The first fences and walls on Gotland were constructed 4000–5000 years ago when fishermen, collectors and hunters started cultivating the land. The small fields were surrounded by fences and contrary to present day arrangements, animals used to be outside the fence. On Gotland you can find two kinds of boundaries: wooden fences and stone walls. The fact that wood was scarce in the 18th century lead to the building of a rising number of solid stone walls or low stone walls topped by wooden fences all over Gotland. In many places wooden fences have disappeared today and only stone walls remain as relics from land reforms of the 18th and 19th centuries.2 The use of mixed material in stone walls was common all over Gotland, yet variations in building tradition in different parts of the island are clear. As the material for the stone walls was mostly taken from fields, the type of the local stone determined the result. In eastern parts of the island the stones are small and irregular, in the South and South–East the material consists of random sized boulders of granite. Both materials demand high skills of the builder. In other parts of Gotland different shades of limestone and sandstone are more common. Masters all over the island used a range of ways to combine various types of stone: big and small boulders were laid alternating in order to support each other; limestone slabs were erected in two parallel rows and the core was filled with smaller stones; or flat pieces of limestone and random boulders were laid in layers or patches (see figures 4, 5). Usually the walls of a front yard were laid with more care than the others. Around the dwelling house rendering was sometimes applied on the stone walls to advert the owner’s wealth.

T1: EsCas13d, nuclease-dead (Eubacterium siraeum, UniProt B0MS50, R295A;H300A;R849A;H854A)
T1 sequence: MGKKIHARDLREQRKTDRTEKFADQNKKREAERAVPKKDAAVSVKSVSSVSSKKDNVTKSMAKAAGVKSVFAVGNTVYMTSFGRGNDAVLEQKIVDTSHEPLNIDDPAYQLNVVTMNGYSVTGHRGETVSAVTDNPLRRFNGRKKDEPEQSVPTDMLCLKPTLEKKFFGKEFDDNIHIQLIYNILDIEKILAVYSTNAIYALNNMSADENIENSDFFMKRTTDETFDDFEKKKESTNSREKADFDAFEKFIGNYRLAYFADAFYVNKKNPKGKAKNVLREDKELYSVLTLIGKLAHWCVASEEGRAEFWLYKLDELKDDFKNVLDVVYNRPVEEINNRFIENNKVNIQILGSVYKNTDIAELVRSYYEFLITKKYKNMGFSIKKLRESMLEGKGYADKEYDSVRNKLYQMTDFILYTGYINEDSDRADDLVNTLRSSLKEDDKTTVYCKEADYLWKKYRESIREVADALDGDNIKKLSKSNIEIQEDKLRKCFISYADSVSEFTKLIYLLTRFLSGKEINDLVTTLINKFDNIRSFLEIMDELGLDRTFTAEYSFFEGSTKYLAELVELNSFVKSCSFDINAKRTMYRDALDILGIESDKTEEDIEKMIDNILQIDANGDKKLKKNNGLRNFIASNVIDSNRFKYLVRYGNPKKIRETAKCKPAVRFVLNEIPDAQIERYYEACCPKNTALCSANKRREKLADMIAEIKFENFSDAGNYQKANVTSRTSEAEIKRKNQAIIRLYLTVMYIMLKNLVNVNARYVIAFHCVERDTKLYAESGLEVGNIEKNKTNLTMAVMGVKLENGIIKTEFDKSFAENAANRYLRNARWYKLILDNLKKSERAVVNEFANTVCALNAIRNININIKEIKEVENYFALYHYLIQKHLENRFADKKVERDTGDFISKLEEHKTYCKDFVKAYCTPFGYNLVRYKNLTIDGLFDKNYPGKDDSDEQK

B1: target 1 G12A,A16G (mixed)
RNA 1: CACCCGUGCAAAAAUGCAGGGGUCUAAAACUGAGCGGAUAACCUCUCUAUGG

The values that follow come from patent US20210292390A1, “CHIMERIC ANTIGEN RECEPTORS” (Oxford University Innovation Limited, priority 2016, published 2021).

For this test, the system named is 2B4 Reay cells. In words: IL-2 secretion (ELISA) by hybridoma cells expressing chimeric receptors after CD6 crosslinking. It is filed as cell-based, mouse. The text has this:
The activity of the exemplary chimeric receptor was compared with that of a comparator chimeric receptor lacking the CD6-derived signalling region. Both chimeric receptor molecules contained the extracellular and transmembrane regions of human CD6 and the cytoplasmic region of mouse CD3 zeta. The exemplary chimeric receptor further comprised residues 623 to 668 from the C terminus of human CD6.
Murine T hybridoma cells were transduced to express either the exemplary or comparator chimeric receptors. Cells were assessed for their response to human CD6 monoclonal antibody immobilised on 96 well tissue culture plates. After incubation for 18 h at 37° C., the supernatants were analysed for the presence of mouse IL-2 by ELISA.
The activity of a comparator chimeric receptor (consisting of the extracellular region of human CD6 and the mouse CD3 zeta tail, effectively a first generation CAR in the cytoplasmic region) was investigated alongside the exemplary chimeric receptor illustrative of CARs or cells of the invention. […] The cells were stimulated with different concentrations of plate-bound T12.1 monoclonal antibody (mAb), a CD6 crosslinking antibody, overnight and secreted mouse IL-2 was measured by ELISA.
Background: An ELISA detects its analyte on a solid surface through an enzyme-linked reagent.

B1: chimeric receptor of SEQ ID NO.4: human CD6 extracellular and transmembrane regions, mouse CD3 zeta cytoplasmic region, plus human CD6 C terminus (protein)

1

This article is based on the lecture Historical stone walls on Gotland by Stefan Haase at

Campus Gotland, Uppsala University, Sept. 11th, 2012. 2

Land reforms in Sweden: 1749 Storskifte, 1802 Enskifte and 1827 Laga Skifte - the

latter of which continued until the 1920s and affected the current landscape most of all reforms. Lecture by Petra Eriksson, Reading the landscape through its borders at Campus Gotland, Uppsala University, Sept. 11th, 2012.

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Figure 4. Most common stone walls in mainland Sweden: (a) single wall, (b) double wall, (c) double wall with filling. Drawings by Elle Lepik.

Figure 5. Mixed material walls on Gotland: (a) placing big rocks in between small ones; (b) rearing up stone slabs next to each other in two parallel rows and filling the core with smaller stones. Drawings by Elle Lepik. 16